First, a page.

How a debt ceiling standoff could help the banks

JPMorgan's Jamie Dimon
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Steve Randy Waldman at Interfluidity proposes that banks may be able to greatly diminish the economic impact of the debt ceiling not getting raised—while earning a nice profit for themselves.

The basic idea is relatively simple, although it requires us to make two assumptions. The first is that the government really can prioritize payments, delaying some and paying others (like Treasurys). The second is that the debt ceiling really is binding: no platinum coin, premium bond, or Obamabond is going to bail us out.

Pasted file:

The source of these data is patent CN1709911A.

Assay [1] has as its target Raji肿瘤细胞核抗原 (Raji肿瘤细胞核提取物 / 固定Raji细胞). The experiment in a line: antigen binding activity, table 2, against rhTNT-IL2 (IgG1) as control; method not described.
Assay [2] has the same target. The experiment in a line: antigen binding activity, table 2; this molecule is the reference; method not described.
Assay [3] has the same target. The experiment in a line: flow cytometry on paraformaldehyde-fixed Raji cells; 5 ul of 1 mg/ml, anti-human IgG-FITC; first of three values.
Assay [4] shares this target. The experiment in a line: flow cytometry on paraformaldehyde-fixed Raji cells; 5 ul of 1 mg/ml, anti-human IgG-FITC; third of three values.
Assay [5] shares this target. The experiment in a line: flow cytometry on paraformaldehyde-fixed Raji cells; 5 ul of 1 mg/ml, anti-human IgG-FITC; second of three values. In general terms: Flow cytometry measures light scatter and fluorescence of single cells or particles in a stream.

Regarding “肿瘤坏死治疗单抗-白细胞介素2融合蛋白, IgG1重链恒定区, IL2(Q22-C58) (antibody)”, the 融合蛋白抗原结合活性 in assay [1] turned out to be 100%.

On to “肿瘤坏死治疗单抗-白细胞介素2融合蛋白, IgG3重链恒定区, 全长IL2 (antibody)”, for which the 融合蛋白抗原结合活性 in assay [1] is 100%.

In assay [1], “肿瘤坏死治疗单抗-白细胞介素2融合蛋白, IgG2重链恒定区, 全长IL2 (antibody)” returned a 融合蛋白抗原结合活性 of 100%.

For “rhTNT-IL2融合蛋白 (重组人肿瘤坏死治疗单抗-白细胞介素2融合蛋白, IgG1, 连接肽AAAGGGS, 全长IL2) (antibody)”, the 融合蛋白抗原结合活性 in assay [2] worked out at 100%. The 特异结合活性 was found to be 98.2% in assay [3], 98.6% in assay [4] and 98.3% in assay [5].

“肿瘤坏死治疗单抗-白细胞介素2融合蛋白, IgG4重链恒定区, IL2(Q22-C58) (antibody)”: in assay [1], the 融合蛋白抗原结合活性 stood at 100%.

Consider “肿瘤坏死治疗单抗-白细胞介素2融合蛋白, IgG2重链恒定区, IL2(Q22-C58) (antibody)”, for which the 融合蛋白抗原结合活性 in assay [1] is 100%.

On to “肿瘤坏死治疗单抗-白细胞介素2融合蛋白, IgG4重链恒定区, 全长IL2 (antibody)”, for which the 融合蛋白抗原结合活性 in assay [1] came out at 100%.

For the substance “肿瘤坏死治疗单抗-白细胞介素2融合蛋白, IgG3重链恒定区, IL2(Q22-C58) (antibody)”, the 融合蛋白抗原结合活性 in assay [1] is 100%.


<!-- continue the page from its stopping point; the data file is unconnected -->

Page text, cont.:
In that case, people and businesses owed money by the government would become involuntary creditors. The government would still owe them the money it promised but they wouldn't not get government checks on schedule. Which is to say, the government's suppliers, contractors and other creditors would find themselves holding one of the world's safest obligations—a liability backed by the full faith and credit of the U.S. government—but short on cash.

This is a situation tailor-made for bank intermediation. Banks could advance funds to companies holding government obligations that are secured by those obligations. In exchange for this liquidity provision service, banks would receive some fee.